Muse by Jessie Burton

When I spoke about Hex last week, I commented about how unique plots come along so rarely. It took a familiar plot of small town paranoia and hung it on the creepiest witch I’ve come across in fiction, forming a plot that will stay with me for a long time.


With Muse we get something similar. It takes a plot that’s almost soap-opera in it’s familial twists and hangs it on something completely unexpected – the provenance of a painting. Unexpected for two reasons.


  • Who would have thought you could make a book about the journey of a painting through the twentieth century interesting
  • Who would have thought you could do it twice?


The story of Donna Tartt’s The Goldfinch relied on the journey of a painting outlining somebody’s life, and Muse does the same thing.


It’s not a bad thing, it just struck me as odd.


The details of this particular plot are simple, proving that you don’t have to have a complicated plot to have a good book.


A few chance encounters lead to Odelle meeting a man who becomes quite infatuated with her. He tracks her down to working for an art dealer, and so takes along a painting that belonged to his recently deceased mother.


It turns out to be painted by Isaac Robles, a Spanish artist who disappeared during the Spanish Civil War in the 1930’s.


Through a series of flashbacks we learn about Isaac’s history and how the painting came to be in the possession of Lawrie Scott.


The question many people will be asking is “is it better than The Miniaturist?” – and I’m ashamed to have to admit, I have no idea. Yes, I am that one person who hasn’t yet read Jesse Burton’s 2014 hit.


But I can tell you if it’s a good book or not – and I loved it. The plot was great, simple, yet effective enough to not quite deliver what you were expecting.


It scores 3.5 out of 5 on my scale which is lower than I thought it would come out at.


It’s lowest score comes in the humour category. There is definitely a moment or two where it made me smile, but there isn’t a laugh out loud moment, and I can’t recall any particular moment.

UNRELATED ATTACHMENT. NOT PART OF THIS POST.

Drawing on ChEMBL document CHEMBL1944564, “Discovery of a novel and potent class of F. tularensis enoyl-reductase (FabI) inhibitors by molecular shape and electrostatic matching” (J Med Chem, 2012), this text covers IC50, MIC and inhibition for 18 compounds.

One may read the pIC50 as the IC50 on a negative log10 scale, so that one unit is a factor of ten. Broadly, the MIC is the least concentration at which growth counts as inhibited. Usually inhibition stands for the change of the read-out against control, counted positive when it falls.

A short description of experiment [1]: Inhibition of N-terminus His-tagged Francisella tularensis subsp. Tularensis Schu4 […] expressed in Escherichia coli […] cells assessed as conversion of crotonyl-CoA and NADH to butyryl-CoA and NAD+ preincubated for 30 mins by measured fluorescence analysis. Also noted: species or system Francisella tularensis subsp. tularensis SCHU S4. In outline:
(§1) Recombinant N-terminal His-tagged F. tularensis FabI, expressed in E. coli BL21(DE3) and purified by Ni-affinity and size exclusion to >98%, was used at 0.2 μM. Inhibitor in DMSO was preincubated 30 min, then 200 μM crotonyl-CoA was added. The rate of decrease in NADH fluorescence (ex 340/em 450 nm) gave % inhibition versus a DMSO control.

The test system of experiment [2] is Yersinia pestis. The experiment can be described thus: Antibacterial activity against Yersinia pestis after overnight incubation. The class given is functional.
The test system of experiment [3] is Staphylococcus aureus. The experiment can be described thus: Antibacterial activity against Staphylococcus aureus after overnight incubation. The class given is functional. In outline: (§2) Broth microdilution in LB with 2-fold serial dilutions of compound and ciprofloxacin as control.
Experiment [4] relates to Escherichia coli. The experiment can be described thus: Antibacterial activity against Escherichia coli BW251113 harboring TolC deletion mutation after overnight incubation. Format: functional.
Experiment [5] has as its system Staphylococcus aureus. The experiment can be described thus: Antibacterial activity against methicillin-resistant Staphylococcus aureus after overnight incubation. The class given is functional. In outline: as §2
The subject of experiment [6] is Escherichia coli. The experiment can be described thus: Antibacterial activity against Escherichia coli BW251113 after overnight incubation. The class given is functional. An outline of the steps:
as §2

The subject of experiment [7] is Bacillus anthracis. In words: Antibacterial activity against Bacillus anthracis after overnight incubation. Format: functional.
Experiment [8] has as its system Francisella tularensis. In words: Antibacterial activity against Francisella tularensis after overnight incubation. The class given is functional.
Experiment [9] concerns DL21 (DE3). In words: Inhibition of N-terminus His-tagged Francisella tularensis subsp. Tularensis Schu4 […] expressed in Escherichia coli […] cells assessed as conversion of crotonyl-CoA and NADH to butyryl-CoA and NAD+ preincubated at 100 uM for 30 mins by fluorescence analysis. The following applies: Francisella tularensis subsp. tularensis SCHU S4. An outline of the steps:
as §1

Obviously not every book is a hysterical read from start to finish, but a high score in the ‘sad’ stakes usually balances those books out – this one didn’t really achieve that for me.


It didn’t particularly elicit any major emotions from me, it left me a little cold, and I think that’s because apart from Odelle, none of the characters particularly drew me in. There was something off about all of them that left me detached. Subsequently, I was rushing the larger parts of the book that didn’t feature Odelle.


Maybe the other characters were weaker, maybe Odelle was just so strong a character, but the combination of them, in retrospect, didn’t work for me.


Sometimes, that’s the problem with reading a book for review. You think too much into it.


3.5 out of 5 is a healthy score but Muse was a bit like a drunken night out. I enjoyed it while it was happening, but looking back on it, while I don’t regret it, I’m not exactly in a hurry to repeat it.


Still, this I think will be my benchmark book for this year. This is on the right side of a good book, and definitely one I would recommend, but it’s tipped over into that category by a strong plot, without it, this would be forgettable.


The Muse by Jessie Burton is published in Hardback in June 2016